The incredible story of Brandon Sulser:

This week’s Mojo is a video about the life of Brandon Sulser. Without giving the story away, Brandon was a normal kid through high school and then had a tragic accident that changed his life. Suffice to say, he had something bad happen to him that he could have justifiably let give him bad days for life.

The incredible story of Brandon Sulser:

Taking Time


  • To realize the value of one year:
    Ask a student who has failed a final exam.
  • To realize the value of one month:
    Ask a mother who has given birth to a premature baby.
  • To realize the value of one week:
    Ask an editor of a weekly newspaper.
  • To realize the value of one hour:
    Ask the lovers who are waiting to meet.
  • To realize the value of one minute:
    Ask a person who has missed the train, bus or plane.
  • To realize the value of one second:
    Ask a person who has survived an accident.
  • To realize the value of one millisecond:
    Ask the person who has won a silver medal in the Olympics.

Author Unknown

Time waits for no one.

Treasure every moment you have.

You will treasure it even more when you can share it with someone special.

The straight dope on adding value to your home.

Here’s the link to the blog post from the Monday Morning Mojo. Please feel free to call us if you’d like a complimentary review of your home to help you determine what the best next steps are for you and your family to get your home sold.

Here’s the link:

Prep your home to look its best during real estate’s hottest selling season.

If you’re planning to list your home this summer — and hope to sell in time for the school year — the clock is ticking. Even before you meet with an agent, prep your home so you can capitalize on the sizzling summer selling season, when 60% of all homes are bought and sold!

Here are 6 essential steps to take now to be sale-ready for sale…:

  1. Tackle the obvious repairs

If you want to sell your home this summer, start by tackling all the necessary and obvious repairs. The idea is to prevent potential buyers from being distracted by chipping paint, scuffed-up floors, and leaking gutters as they tour your home. Instead of making a mental list of what needs to be fixed, they’ll be able to focus on your home’s positive qualities.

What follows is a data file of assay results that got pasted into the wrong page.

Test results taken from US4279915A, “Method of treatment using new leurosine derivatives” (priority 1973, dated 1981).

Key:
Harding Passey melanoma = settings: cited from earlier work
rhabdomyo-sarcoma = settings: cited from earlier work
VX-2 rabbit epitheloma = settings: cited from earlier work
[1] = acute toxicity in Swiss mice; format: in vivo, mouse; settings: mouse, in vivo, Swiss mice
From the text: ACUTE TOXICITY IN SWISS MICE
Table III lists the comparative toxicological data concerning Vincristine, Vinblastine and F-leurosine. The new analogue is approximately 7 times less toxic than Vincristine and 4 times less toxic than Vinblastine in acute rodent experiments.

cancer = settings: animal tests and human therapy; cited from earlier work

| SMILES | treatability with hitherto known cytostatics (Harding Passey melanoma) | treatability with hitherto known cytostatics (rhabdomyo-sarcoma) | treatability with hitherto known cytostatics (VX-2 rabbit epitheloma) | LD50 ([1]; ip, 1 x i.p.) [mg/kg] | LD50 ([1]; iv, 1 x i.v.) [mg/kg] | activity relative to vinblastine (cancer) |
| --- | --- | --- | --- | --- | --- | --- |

You’ll save time (and money) by eliminating needless negotiations over minor repair issues. Handling repairs ahead of time saves you from the estimated, and often overinflated, cost of repairs the buyers claim. Your actual cost will almost always be less than a buyer’s post-inspection estimate.

  1. Remove your clutter and junk now

Clutter eats equity and kills deals. Period. It’s time to declutter and free up space in your home. Evaluate each item in your house and either save, store, scrap it, or sell it. Remember: less is more to make a home sellable.

Once you’ve thrown out unused items, organize the rest. Living space is a precious commodity; play it up to give your home a sense of expansiveness. Buyers will be naturally drawn to a home that feels bigger.

  1. Depersonalize your home

It’s time to take down the personal collectibles, family heirlooms, and school pictures. Not that these treasures aren’t amazing — I have a house full of family heirlooms, but now is not their time in the spotlight.

When it comes to selling your home, a blank slate will appeal to potential buyers. They want to visualize themselves in the home, and to them, your memorabilia is getting in the way of that, so put it away.

  1. Remove anything polarizing

When preparing your home for sale, remove any controversial elements such as religious or political items. These items tend to elicit a strong emotional reaction — don’t give the buyer a chance to prejudge your home because of your political or religious beliefs.

  1. Pump up the curb appeal

First impressions are everything, and a polished facade is sure to bring buyers in the front door. Take advantage of the spring growing season. This is the time to plant grass and flowering plants, and don’t forget to trim the trees and bushes.